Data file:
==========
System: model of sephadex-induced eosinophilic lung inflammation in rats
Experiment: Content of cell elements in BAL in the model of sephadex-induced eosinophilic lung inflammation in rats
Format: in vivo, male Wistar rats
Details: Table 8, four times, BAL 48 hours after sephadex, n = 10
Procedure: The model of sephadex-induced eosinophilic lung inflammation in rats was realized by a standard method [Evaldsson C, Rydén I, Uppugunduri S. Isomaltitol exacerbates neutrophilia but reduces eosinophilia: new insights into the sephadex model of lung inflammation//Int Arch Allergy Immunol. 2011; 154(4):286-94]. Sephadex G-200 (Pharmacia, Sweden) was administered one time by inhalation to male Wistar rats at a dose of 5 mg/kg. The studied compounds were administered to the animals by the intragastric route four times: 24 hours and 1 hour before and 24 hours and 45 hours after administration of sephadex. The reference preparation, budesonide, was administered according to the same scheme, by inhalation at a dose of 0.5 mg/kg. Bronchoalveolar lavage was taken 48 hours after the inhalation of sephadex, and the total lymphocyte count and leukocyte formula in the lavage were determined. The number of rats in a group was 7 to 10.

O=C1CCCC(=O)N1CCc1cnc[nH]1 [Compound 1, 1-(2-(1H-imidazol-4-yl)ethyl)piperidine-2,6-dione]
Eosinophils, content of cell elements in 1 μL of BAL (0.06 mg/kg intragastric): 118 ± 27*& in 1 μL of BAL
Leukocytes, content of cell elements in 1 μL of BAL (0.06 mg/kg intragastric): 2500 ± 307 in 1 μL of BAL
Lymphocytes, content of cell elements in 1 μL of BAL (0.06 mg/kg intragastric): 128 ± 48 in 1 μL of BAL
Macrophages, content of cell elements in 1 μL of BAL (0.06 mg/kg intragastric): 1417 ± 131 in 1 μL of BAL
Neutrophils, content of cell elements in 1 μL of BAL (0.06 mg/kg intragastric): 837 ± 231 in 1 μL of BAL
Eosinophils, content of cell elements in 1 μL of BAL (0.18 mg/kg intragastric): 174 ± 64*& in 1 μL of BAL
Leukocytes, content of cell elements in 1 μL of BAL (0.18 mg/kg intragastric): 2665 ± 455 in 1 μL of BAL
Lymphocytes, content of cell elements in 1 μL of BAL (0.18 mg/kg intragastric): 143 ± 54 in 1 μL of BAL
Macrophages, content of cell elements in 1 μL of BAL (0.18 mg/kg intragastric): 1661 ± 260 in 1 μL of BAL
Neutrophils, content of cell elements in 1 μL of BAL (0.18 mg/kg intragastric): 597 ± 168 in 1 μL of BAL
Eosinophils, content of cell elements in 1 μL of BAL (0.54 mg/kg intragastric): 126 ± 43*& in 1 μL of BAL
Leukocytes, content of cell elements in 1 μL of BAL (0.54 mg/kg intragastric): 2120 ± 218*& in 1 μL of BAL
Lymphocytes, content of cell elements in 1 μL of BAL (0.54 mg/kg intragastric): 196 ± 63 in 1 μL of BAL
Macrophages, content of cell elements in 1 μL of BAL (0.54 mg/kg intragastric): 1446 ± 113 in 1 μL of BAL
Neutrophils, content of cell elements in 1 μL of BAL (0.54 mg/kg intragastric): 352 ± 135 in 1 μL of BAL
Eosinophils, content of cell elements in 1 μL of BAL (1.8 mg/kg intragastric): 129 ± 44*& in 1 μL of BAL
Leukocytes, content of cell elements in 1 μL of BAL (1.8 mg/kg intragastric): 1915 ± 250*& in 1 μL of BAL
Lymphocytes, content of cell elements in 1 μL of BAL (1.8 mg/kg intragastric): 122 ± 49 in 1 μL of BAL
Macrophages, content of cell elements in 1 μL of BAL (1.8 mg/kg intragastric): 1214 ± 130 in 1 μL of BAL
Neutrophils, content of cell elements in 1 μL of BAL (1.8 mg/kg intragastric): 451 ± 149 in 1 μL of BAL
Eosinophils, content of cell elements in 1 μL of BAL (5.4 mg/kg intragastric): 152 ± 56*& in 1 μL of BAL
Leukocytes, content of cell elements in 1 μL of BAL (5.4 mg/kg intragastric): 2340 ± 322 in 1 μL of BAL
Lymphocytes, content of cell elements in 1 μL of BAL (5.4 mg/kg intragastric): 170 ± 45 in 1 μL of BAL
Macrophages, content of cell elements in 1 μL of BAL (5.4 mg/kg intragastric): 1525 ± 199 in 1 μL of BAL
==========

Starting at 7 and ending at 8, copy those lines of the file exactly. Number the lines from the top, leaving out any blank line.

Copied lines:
Eosinophils, content of cell elements in 1 μL of BAL (0.06 mg/kg intragastric): 118 ± 27*& in 1 μL of BAL
Leukocytes, content of cell elements in 1 μL of BAL (0.06 mg/kg intragastric): 2500 ± 307 in 1 μL of BAL